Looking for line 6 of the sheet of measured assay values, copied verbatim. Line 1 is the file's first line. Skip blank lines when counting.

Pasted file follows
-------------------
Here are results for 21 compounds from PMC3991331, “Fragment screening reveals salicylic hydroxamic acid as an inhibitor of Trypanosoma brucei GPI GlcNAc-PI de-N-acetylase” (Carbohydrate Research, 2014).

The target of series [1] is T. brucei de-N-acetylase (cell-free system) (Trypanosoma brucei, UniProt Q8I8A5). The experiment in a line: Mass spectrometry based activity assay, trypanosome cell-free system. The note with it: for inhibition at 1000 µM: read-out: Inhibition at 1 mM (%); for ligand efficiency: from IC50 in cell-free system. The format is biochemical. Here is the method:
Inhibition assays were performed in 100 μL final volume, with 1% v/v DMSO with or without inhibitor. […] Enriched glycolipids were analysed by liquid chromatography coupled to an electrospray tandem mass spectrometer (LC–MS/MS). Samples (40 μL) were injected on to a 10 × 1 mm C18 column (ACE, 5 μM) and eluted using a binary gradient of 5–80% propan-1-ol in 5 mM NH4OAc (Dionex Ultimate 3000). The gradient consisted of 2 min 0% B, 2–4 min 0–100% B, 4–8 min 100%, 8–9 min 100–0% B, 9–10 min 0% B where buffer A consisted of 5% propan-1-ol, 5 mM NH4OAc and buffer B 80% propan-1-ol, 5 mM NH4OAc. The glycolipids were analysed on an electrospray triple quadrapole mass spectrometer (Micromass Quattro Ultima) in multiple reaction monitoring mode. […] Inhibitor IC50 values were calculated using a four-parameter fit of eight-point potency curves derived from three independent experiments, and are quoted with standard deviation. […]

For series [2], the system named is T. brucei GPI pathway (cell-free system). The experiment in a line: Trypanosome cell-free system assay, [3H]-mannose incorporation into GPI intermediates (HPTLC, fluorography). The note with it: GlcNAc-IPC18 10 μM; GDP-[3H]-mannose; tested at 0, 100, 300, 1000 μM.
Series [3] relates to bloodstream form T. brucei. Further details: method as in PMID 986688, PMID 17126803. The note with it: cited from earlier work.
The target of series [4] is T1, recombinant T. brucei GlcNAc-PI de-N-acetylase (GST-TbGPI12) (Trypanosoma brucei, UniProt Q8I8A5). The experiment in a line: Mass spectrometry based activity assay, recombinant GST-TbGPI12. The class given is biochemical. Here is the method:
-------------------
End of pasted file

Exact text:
The target of series [4] is T1, recombinant T. brucei GlcNAc-PI de-N-acetylase (GST-TbGPI12) (Trypanosoma brucei, UniProt Q8I8A5). The experiment in a line: Mass spectrometry based activity assay, recombinant GST-TbGPI12. The class given is biochemical. Here is the method: